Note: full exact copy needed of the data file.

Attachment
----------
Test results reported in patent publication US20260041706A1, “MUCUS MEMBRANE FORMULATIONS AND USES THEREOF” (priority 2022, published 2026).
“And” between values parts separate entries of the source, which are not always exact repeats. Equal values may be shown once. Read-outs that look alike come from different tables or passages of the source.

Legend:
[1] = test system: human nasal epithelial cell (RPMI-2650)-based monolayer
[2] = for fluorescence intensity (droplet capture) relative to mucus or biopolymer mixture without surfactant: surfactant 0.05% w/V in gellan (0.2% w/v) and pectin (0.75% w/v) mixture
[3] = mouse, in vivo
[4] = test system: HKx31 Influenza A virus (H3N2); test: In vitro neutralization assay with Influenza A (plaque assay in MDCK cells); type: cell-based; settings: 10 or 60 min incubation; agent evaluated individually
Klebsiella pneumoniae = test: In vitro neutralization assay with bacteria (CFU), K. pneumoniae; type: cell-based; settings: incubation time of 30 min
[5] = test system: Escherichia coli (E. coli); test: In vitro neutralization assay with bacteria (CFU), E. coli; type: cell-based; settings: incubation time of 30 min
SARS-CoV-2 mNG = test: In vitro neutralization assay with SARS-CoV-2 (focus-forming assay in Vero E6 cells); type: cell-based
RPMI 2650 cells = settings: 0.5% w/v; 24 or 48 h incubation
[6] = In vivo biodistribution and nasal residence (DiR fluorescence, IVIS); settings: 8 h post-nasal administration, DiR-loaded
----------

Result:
Test results reported in patent publication US20260041706A1, “MUCUS MEMBRANE FORMULATIONS AND USES THEREOF” (priority 2022, published 2026).
“And” between values parts separate entries of the source, which are not always exact repeats. Equal values may be shown once. Read-outs that look alike come from different tables or passages of the source.

Legend:
[1] = test system: human nasal epithelial cell (RPMI-2650)-based monolayer
[2] = for fluorescence intensity (droplet capture) relative to mucus or biopolymer mixture without surfactant: surfactant 0.05% w/V in gellan (0.2% w/v) and pectin (0.75% w/v) mixture
[3] = mouse, in vivo
[4] = test system: HKx31 Influenza A virus (H3N2); test: In vitro neutralization assay with Influenza A (plaque assay in MDCK cells); type: cell-based; settings: 10 or 60 min incubation; agent evaluated individually
Klebsiella pneumoniae = test: In vitro neutralization assay with bacteria (CFU), K. pneumoniae; type: cell-based; settings: incubation time of 30 min
[5] = test system: Escherichia coli (E. coli); test: In vitro neutralization assay with bacteria (CFU), E. coli; type: cell-based; settings: incubation time of 30 min
SARS-CoV-2 mNG = test: In vitro neutralization assay with SARS-CoV-2 (focus-forming assay in Vero E6 cells); type: cell-based
RPMI 2650 cells = settings: 0.5% w/v; 24 or 48 h incubation
[6] = In vivo biodistribution and nasal residence (DiR fluorescence, IVIS); settings: 8 h post-nasal administration, DiR-loaded